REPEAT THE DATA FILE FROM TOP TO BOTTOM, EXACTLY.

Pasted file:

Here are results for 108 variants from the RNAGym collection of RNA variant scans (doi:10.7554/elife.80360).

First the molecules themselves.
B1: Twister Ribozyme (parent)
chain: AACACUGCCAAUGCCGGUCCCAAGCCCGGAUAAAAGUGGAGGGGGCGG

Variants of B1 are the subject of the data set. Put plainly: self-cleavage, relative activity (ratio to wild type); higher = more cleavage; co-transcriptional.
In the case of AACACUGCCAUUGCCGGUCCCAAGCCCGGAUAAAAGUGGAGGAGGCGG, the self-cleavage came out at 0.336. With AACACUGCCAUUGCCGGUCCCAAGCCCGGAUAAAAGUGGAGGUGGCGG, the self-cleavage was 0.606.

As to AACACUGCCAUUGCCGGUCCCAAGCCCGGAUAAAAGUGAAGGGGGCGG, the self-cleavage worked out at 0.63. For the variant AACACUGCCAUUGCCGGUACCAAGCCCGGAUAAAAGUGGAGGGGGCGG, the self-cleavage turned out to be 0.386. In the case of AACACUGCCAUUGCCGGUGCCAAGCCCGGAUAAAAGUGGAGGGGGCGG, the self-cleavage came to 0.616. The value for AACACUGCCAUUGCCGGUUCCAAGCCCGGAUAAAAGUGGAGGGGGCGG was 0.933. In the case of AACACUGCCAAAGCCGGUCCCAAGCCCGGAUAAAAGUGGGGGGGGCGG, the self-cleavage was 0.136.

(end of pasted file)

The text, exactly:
Here are results for 108 variants from the RNAGym collection of RNA variant scans (doi:10.7554/elife.80360).

First the molecules themselves.
B1: Twister Ribozyme (parent)
chain: AACACUGCCAAUGCCGGUCCCAAGCCCGGAUAAAAGUGGAGGGGGCGG

Variants of B1 are the subject of the data set. Put plainly: self-cleavage, relative activity (ratio to wild type); higher = more cleavage; co-transcriptional.
In the case of AACACUGCCAUUGCCGGUCCCAAGCCCGGAUAAAAGUGGAGGAGGCGG, the self-cleavage came out at 0.336. With AACACUGCCAUUGCCGGUCCCAAGCCCGGAUAAAAGUGGAGGUGGCGG, the self-cleavage was 0.606.

As to AACACUGCCAUUGCCGGUCCCAAGCCCGGAUAAAAGUGAAGGGGGCGG, the self-cleavage worked out at 0.63. For the variant AACACUGCCAUUGCCGGUACCAAGCCCGGAUAAAAGUGGAGGGGGCGG, the self-cleavage turned out to be 0.386. In the case of AACACUGCCAUUGCCGGUGCCAAGCCCGGAUAAAAGUGGAGGGGGCGG, the self-cleavage came to 0.616. The value for AACACUGCCAUUGCCGGUUCCAAGCCCGGAUAAAAGUGGAGGGGGCGG was 0.933. In the case of AACACUGCCAAAGCCGGUCCCAAGCCCGGAUAAAAGUGGGGGGGGCGG, the self-cleavage was 0.136.